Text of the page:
Newspaper Page Text
July 10, 1918.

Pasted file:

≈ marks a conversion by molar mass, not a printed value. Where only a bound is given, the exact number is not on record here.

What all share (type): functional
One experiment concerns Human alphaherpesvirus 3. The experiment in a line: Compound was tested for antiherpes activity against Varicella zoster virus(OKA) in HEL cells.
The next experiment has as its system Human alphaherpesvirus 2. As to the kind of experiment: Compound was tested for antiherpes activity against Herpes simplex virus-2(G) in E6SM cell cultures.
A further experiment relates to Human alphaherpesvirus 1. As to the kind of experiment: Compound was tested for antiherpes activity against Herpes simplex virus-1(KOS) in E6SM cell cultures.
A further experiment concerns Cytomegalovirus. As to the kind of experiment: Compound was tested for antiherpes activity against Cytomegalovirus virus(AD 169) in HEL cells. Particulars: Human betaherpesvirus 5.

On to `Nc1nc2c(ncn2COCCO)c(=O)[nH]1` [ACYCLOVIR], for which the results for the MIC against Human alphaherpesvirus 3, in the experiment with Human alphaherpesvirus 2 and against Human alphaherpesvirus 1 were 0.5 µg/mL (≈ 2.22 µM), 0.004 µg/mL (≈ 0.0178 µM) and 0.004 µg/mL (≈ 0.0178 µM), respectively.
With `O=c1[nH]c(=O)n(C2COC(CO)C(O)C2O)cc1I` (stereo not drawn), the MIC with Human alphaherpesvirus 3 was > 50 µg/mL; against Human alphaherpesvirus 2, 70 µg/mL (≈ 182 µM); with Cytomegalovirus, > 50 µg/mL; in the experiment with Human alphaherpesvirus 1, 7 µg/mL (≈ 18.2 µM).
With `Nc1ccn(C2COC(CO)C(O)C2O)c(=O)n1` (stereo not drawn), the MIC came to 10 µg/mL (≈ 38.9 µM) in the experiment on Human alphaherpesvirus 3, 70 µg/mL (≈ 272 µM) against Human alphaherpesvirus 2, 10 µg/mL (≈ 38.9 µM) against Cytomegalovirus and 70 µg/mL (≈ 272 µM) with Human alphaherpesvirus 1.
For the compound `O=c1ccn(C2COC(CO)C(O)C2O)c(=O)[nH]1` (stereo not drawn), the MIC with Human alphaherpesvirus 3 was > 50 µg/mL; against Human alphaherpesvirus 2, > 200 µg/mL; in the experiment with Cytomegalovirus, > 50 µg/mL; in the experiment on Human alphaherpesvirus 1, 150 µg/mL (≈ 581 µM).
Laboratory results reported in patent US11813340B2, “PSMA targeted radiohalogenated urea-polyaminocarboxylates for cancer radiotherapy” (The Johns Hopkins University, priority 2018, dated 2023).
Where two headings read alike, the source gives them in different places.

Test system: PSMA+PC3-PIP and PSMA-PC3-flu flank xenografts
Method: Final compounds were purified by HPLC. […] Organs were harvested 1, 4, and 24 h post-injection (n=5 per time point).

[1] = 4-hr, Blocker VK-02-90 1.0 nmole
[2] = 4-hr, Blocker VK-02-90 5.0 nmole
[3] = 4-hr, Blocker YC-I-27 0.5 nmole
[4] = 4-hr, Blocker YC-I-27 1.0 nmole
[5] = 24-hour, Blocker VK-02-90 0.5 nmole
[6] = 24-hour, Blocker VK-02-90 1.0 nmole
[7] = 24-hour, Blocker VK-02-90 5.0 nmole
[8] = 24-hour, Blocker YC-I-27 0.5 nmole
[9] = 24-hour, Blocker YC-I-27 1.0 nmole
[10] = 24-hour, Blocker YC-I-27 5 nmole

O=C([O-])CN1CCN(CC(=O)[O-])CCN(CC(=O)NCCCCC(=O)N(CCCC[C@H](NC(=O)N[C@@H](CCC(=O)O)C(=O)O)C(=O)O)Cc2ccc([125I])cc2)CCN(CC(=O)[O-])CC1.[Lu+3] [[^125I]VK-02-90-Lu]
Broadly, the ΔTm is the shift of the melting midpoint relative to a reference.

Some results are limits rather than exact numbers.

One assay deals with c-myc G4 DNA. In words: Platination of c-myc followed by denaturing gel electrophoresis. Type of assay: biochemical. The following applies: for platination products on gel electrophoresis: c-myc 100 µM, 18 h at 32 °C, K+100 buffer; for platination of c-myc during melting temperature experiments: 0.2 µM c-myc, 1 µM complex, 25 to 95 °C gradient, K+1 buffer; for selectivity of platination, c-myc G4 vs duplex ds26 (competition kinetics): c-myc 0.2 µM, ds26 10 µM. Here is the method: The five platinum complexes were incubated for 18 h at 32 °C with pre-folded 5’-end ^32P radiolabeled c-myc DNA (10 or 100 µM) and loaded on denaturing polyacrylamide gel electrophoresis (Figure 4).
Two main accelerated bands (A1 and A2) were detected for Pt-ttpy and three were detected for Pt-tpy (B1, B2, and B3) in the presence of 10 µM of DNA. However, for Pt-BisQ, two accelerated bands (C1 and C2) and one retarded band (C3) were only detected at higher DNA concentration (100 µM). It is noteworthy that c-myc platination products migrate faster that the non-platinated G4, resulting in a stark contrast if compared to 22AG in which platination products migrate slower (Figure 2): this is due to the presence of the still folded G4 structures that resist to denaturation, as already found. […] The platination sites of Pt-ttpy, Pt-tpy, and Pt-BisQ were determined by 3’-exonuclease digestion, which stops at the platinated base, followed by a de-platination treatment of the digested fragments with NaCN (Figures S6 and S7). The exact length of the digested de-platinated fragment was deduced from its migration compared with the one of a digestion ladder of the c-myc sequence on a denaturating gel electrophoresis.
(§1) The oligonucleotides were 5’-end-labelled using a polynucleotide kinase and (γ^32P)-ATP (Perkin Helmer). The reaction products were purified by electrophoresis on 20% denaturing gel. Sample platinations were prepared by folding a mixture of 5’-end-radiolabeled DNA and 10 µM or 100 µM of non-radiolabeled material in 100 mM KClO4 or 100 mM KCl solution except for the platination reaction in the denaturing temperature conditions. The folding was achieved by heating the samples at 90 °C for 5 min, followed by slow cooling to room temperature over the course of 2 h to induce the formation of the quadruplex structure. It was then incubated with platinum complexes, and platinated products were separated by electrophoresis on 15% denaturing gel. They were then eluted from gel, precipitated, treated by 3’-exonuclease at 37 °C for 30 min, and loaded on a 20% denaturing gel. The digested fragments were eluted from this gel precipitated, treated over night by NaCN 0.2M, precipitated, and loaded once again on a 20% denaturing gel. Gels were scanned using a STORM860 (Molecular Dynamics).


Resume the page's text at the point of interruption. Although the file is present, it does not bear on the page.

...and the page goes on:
'LIGHTNING KILLS BOY AND HORSES BOLT STRIKES DEATH TO TEAM AND BOY NEAR AMBROSE WAS PLOWING Ambrose, N. D., July 10.—Friday afternoon of last week George Biber ... dorf, 15 years old, residing near, Worge, west of Ambrose, was killed by a bolt of lightning. He was at work in a field, plowing, when the electric storm approached, and when killed was unhitching the horses from the plow. The team was killed, and a cousin of the boy, who was assist ing in unhitching team, was stunned and was. unconscious for several hours. The dead boy was in front of the team when the bolt came, and was found beneath one of the horses which fell forward when struck and fractured the boy's skull PORKERS BRING GOOD MONEY WRIGHT BROTHERS OF COURT ENAY SELL FINE LOT OF PIGS—GOOD RETURNS Courtenay, N. D., July 10.—Wright Bros., of this county, recently sold a fine bunch of young pigs in James town and fully .demonstration that young hogs are in fine demand at good prices. The 13 pige were nine months old and averaged 837 lbs each. The price paid by the butchers was seven and one-half cents a pound. The pigs were fed on home' grown corn and barley and the price received was very satisfactory to Messrs James and Russel Wright MASONS BUILD AT DUNSETH LODGES OF STATE TO ERECT COTTAGE—COMPLETED THIS YEAR Fargo, N. D., July 10.—The dif ferent Masonic bodies of the state Will erect, during the present season, a fine cottage for tuberculosis people *t the state institution at Dunseth, and it will cost about $6,500. The bodies that will assist in this work are the grand lodge of the A. F. & A. M., the grand chapter of the Royal Arch of Masons and the grand chapter of the order of the Eastern Star. The cottage will have space for six teen patients and will be handsome and convenient, and the plans are be ing prepared by Sam F. Crabbe, the state architect. There will be two wings with a central dressing room and each wing will accomodate eight persona. The order will equip the cot tage, and it is expected to make it as comfortable and convenient as any of the others that have been erected by the state. It is' hoped by the order to have tne building constructed this summer and be ready for use in the early fall. The $6,500 will build and equip the struc ture. CAUCUS IS HIT BY LaFOLLETTE CAUCUS CONTROL DESTROYS ALL INDEPENDENCE AND MAKES FOR BOSS RULE Madison, Wis., July 5.—Senator La Follette, in an editorial entitled "King Caucus," is his weekly, says scientific treatment of the tariff has been pre sented and the tariff made a mere politic*! pawn by the democratic method of procedure. "Caucus control of legislation means minority rule," the senator writes. "The senate is composed of 96 members, of whom 51 are demo crats and 45 republicans. If we are «^to have a caucus made laws, then 26 senators, a bare majority of the dem ocratic membership, may bind, gag and deliver the entire 51 votes of the majority. Thus on any bill, a minor ity of 26 senators miay dominate leg islation. This is vicious in principle and fraught with the gravest danger to democracy. "Caucus control destroys all depen dence. and forces a legislator to sub v'mit his conscientious convictions to the party bosses who, through skill in manipulation, dominate the party caucus. "The caucus and convention system, the ready instruments of the political boss and the political machine, have been torn down and cast aside. The people have the choice -in the selec tion of their representatives. The democrats in congress have re-estab lished the machine system in order to control the votes of these same repre sentatives." a 'DEPOSITORY BIDS WANTED Bids will be received by the under signed for the deposit of the funds ~f Bull Butte School Dist. No. 42. According to Sec. 922 Code 1911, until the first day of August, 1913. W. C. Frohlich, Clerk, aw-S. Dist 42, Parserr*, N. News of the Great Northwest NOT SUCCESSFUL Rochester, Minn., July 10.—"J. C. R." the lost identity patient at the state hospital, submitted to an opera tion, the result of which practically gives nc hope of the unknown regain ing his mental faculties and speech. The operation, revealed that the pat ient had at some time past suffered hemorage of the brain. The patient was one hour on the operating table. He will undoubtedly recover from the .operation, but there is little hope that he will ever establish his identify, for which the operation was performed. EDITOR MADE GAME WARDEN VELVA MAN APPOINTED TO SUC CEED HART—OTHER DEPU TIES NAMED Fargo, July 10.—W H. Francis, the well known editor of Velva, is the new chief game warden in the first dis trict to succeed George Hart. George M. Hogue of Steele for Sixth and James Kerr of Granville for the Ninth were named as judicial district depu ties, and complete the list. The board has selected two secret service men for work in some corners of the state notorious for violations of the game laws. DAIRY PICNIC ATKENMARE DATE SET FOR ANNUAL DAIRY PICNIC—SPEAKERS AND PROGRAM Kenmare, N. D., July 10.—Thurs day, July 17 has been set as the date on which the Commercial club will hold their First Annual Dairy Picnic. Secretary Griffith of the Kenmare Creamery received word this week to the effect that Dairyman Merrill, would be here on that date, and he will be on the program as the prin cipal speaker. The committee is at work securing other speakers and arranging the program, ""and an en joyable as well as profitable day is looked for. The picnic will be -held probably in the Tasker coulee, although that has not been finally decided, and a pro gram will be arranged in which the farmers and then- wives and children will be entertained for the greater part of the day. A big free picnic dinner will be one of the features and a program of sports will be arranged. ONE CAUSE OF HIGH PRICES SHORTAGE OF CATTLE DUE TO KILLING OF YOUNG CALVES OVER STATE Grand Forks, July 10.—The pres ent shortage in cattle is directly due, in the opinion of most wholesalers at Grand Forks, to the wholesale mar keting of calves for slaughter during the past years.. At six principal live stock markets in this country, calves comprised 16 per cent of the total cattle receipts for the year 1912. At South St. Paul alone was marketed last year 130,700 calves, which -was 25 per cent of its total cattle receipts. At this same market 11,830 calves were received during March of this year 12,000 in April and 12,000 in May. Eighty per cent or more of these calves were slaughtered and sold for veal. The calves slaughtered would average in weight 130 pounds. There was then at South St. Paul alone, for the year of 1912 converted into veal 13,592,800 pounds. These same calves, if held one year and then slaughtered at 600 pounds each, would have produced 62,736,000 pounds, a gain of 49,143,200 pounds of meat and $3,194,300.00 in money to the farmer. Had they been held for two years they would have added 83,648,000 pounds of meat and $5, 855,360.00 cash, and If held three years, as they should have been, they would have added to the meat supply 104,455,000 pounds and $7,834,120.00 in cash. There figures are based on steer calves alone. The heifer calves slaughtered, if they had been saved until three years of age and raising one calf besides the milk and cream, would show a still greater increase in value. We cannot reasonably expect an in crease in the cattle supply until the farmers are educated to hold until af ter breeding age the heifer calves or unless prohibited by law from selling such calves until after breeding age, as is done in at least two foreign countries. This would be a good matter for local Commercial Clubs to take up and help correct. REGISTERED STALLION For Sale or Trade—Standard bred A1 Logan (45805) foaled 1903. Seal brown. Trotter. Fine style and ac tion, kind and well trained 17 1-2 hands high weight 1350. Sure foal getter colts to show. This horse is a grandson of A1 Merton (5128). Nels Johnson, 4w-2pd. bx. 581. Stanley, N. D. WILLISTON GRAPHIC THREE PERCENT IN NORTH DAK. FIGURES SHOW THERE ARE FEW WHO CAN NOT READ OR WRITE IN STATE According to government statistics on file in the office of the Development League, headquarters in Grad Forks, our state makes an excellent showiiig in the matter of the ability of her people to read and write. Only 3.1 per cent of the residents of North Da kota are unable to read and write and among all the states. She is tenth among all the states. She is ahead of such states as Ohio, with a percentage of 3.2 per cent, Masssa chusetts with 5.2 per cent, Pennsyl vania with 5.9 per cent, Texas with 9.9 per cent, Virginia with 15.2 per cent, and Louisiana with 29 per cent of illiteracy, as well as many others. BLACK LEG NEARBORDULAC DISEASE MAKES INROADS ON HERD BEFORE IT COULD BE STOPPED Courtenay, N. D., July 10:—In a pasture containing some 250 head of cattle on Kelley creek near Bordulac, black leg broke out several days ago, and thirteen young cattle died before the herd was vaccinated. Since the vaccination none of the stock has died. The cattle are owned by E. A. Roach, Beckley, Niccum and others. It is thought the disease started when a calf was brought in from the south and placed in the pasture. The dis ease attacks only the younger cattle and three or four died daily while the disease raged. STAR WITNESS WAS ARRESTED WITNESS IN ANDERSON CASE CHARGED WITH PERJURY SENSATIONAL RUMORS Washburn, N. D., July 7.—Ludvig Peterson, star witness for the defense in the trial here when Walfred An derson was tried for the murder of Banker Funk, who has been arrested for alleged perjury, testimony he of ferred at the trial, is still in the coun ty jail here and apparently unable to furnish the *5000 bond required by the court. It is said that Anderson offered to furnish a cash but Peterson refused the offer. Since then a num ber have signed a bond for the release pf Peterson but as they only qualified for $1,000 each the bond was refused by the circuit court as Judge Craw ford has instructed the clerk not to accept bondsmen unless they qualify for $5,000 each. Feeling is still in tense here as a result of the verdict in the case and there is talk of a grand jury being called to investi gate. Andeison is making a urried ef fort to dispose of his property for the purpose of leaving town. So far he and wife have been staying in the country each evening since the trial ended as a matter of safety. PUBLISHERS FURNISH BAIL CLARK AND CROCKARD ARE OUT ON $15,000 BAIL AND WILL MAKE ANOTHER FIGHT Bismarck, [N. D., July 10.,—Sam Clark and C. H. Crockard, publishers of Jim Jam Jems, convicted of violat ing the federal postal laws, will make a hard fight to escape the two year penitentiary sentence and .32,000 fines assessed by Judge Willard of Minne apolis, who presided in the trial of the cases in Bismarck last week. The convicted publishers are now out on bonds of $15,000 each, which were demanded by Judge Willard. The first steps for an appeal have been taken and the fight will next be staged in the circuit court of appeals. On the ruling of Judge Willard that only certain sentences or phrases of an article had to be presented to the iury will be made the hardest fight for a new trial. The defense sought to secure the introduction of the en tire articles objected to, but Judge Willard overruled them and allowed only parts of the articles to be ad mitted. Another feature that has been rais ed relates to the qualifications of one of the jurors, who is an attorney. The point vas made that, becaase he was an attorney, he was unqualified to sit on the jury. Under the fines assessed to pay about $3,000 as the costs of prosecu tion have reached about $2,000. Though two two-year sentences were imposed, they will be run concurrent ly. Under government edict, the women of China are discarding their pajama costumes for European dress, Now it is easy to perceive why China is Wrowing a few hundred million dollars. CONGREGATIONAL CHURCH Congregationalists and Methodists will unite in the services again next Sunday and Rev. Shaw pastor of the Congregational church will preach in his own church in the morning and in the Methodist church in the evening. It was expected that Rev. Mr. Wick ard would be back for next Sunday but he asked for and has been granted another week's vacation and Rev. Shaw has consented to continue the arrangement of two previous Sun days. This arrangement has proven very satisfactory and has furnished the preacher with a larger audience than could be otherwise expected dur ing the Summer months. It has also emphasized the fraternal spirit exist ing between churches of the city. There will be a welcome for all at the above services." NESS RELEASED FROM JEOPARDY PAID HIS FINE OF $500.00 AND WILL NOT BE OBLIGED TO SERVE TIME Bismarck, N. D., July 10.—Ben G. Ness of Devils Lake who was recently convicted of having attempted to bribe Twitchell and Divet, members of the thirteenth legislative assem bly, to work against the passage of the anti-snuff bill and in the interest of the American Tobacco company, has paid his $500 fine, and as a con sequence will not be obliged to serve time. Sheriff Barnes of Burleight county receipted for the money and thus released Ness from further jeopardy. WILL FIGHT TOBACCO TRUST STAGE BEING SET FOR LIVELY SCRAP WITH PURE FOOD DEPARTMENT Grand Forks, July 10.—The tobac co trust, and the pure food depart ment of North Dakota are setting the stage for a fight, the efforts of the trust to evade the North Dakota anti-snuff law being responsible. North Dakota is the first state in the union to attempt to bar the sale of snuff, Pure Food Commissioner Ladd making a successful fight" on the product, on the plea that it is poisonous. He has cited instances when users of Snuff become insane, and only a few days ago a suicide in Grand Forks was brought on by ex cessive indulgence. Since the law was passed, the to bacco trust has introduced a substi tute for snuff, and it is against this product the food department will now direct its energies. Oneof the writers in the Pittsburgh Chronicle-Telegraph compares Geo rge Washington to Honus Wagner showing that the Ptitsburgh people still have a high regard for the first president. Test the "want ad way"—when new office help is needed. Study these MANY NEW LAWS IN EFFECT North* Dakotans are now living un der many new laws which went into effect Tuesday, July 1, the date set by the constitution for the taking ef fect of all laws passed by the legis lature unless it is otherwise provided for in the bill as passed. Many of the bills carried emergency clauses, and these went into effect as soon as ap proved by the governor. Others en acted took effect July 1. One of the measures which has at tracted a great deal of attention not only because of the nature of the law, but because of the bribery charges growing out of the attempt to defeat it is the anti-snuff law. The first section of senate bill 98 says: "It shall be unlawful for any person, firm or corporation to impogt, manufac ture, distribute, transport, sell, or of fer for sale, or to have in possession for sale, or to give away any snuff or any substitute thereof." The en forcement of the law is given to the state's attorneys, sheriffs, police of ficers, health officers and food com mission. A fine of not less than $500 and not more than $1,000 is provided for the first offense and for subse quent offenses imprisonment of not less than six months. Section 1 of house bill 67 provides "That it shall be unlawful for any person by himself, clerk or servant, employe or agent, directly or indi rectly, upon any pretense or by any devise, to manufacture, sell, exchange, barter, dispose or to give, or keep for sale, any cigarettes, cigarette papers or cigarette wrappers, or any paper made or prepared for the purpose of beiner filled with tobacco or smok ing." The penalty provided is a fine of not less than $10 and not more than $50 and imprisonment not to ex ceed 30 days. Another measure which has attract ed much attention is the new mar riage law. Under the provisions of the bill marriage licenses cannot be granted unless the parties present certificates from a regularly prac ticing physician showing that they are not feeble-minded, imbeciles, epi leptics, insane persons, common drunk ards or persons afflicted with pulmon ary tuberculosis in advanced stages. The man must also have a certificate showing that he is not afflicted with a contagious veneral disease. A per son swearing falsely to anv such cer tificate is to be deemed guilty of uer jury. The law prohibits the marriage of anv person afflicted with any of the above deseases and forbids cler gymen from performing the cere mony in such cases, both provisions applying only when the woman is under the age of 45. No person can secure a license while intoxicated and no ceremony can be performed when one of the contracting parties is in toxicated. Persons who are not in the pre cinct in which they reside at the time of election, need not lose their right to vote. By marking application to the county auditor 20 days in advance of any election, the voter is entitled to have a special ballot given him which he will mail to any county au ditor, and this will be deposited in the ballot box of the precinct in which he would vote. This law is especially designed for traveling men. State superintendent of public in struction and the county superinten dents of schools are hereafter to be elected on a non-partisan ballot, no party designation being used. All city elections are also to be conducted •stsrows Vs v- The Jefferson IV, Notice it* graceful lines, the control is right in handle bars, tee the automobile leaf springs front and rear, comfort. The Jefferson VII, The fastest and most powerful twin on the road. machines boys, for particulars address Richard C. Henry, Williston, N. D. Pag# Thresh on a non-partisan basis. One of the most drastic laws enact ed is that of gambling. It declares a nuisance any building, room, or place where any tables, cards, dice or any article or apparatus whatever, useful or intended to be used in play ing any game of cards, or faro, or any other .game of chance, upon which property or money is usually wagered or where persons resort or are permitted to resort for gambling, or any disorderly house. The law further provides that when such fact is established^ by any competent court an injunction shall issue closing the building for one year. There will be but one road over seer in each township hereafter In stead of one for each district of the 'township ranging from two to four. Where county superintendents of highways are appointed the township overseers become deputy superinten dents for their township. Under provisions of a new law the care of the poor is transfered from the county commissioners to the township supervisors, each of the lat ter being a poor overseer. The cod' is to be shared, the county paying: 75 per cent. Officials who neglect their duty may hereafter be removed by the gover nor, subject to appeal to the courts. The officials subject to this provision are county commissioners, clerk of court, county judge, sheriff, coroner, county auditor, county treasurer, su perintendent of schools, surveyor, ad ministrator, register of deeds, state's attorney, deputy sheriff or custodiair of public moneys except the state treasurer. The causes for which officials may be removed are misconduct, malfeas ance, crime in office, habitual drunk enness and gross incompetency. When' ever complaint is filed against any such official, the governor shall ap point a commissioner to take evidence and shall consider the evidence,- and if he believes it is sufficient, shall re move the official. The deposed offi cial may then appeal to any district court in the state provided that the trial be not held in the county ire which lie resides. The official way be suspended by the governor during the process of the hearing. A new measure aimed at' false ad vertising provides that any person* advertising in any paper or by other means must not make false or mis leading statements relative to the eroods which they are seeking to selT. The penalty attached is a fine from $10 to $100 for the first offense and' a fine of not less than $100 or im prisonment for 60 days for subse quent offenses. Hotel keepers have a long string' of new duties thrust upon them by the last session. The act provides amone other things that rooms be kept free from vermin. It is expected that those pesky and odoriferous lit tle insects will dignifiedly sit up on the bedsteads and take notice of this ban put upon them by the state of North Dakota. ADVERTISED LETTERS List of advertised letters for the weeking endinar July 5th, 1913: Andeison, Edward Arnold, B. Burke, J. B.: Critsfield, B. H. Eg eart, John Erickson, Chas. Hanna. Mae: Hougenson, Ole Hogenson, L L. Incandescent Light Co. Kleven, Knute Leggero, Lomer McFarlin,. Florence Oler, Eli Simmers, Jehn. Kather's Fountain "Notice who goes there." 49-tf. Adv. I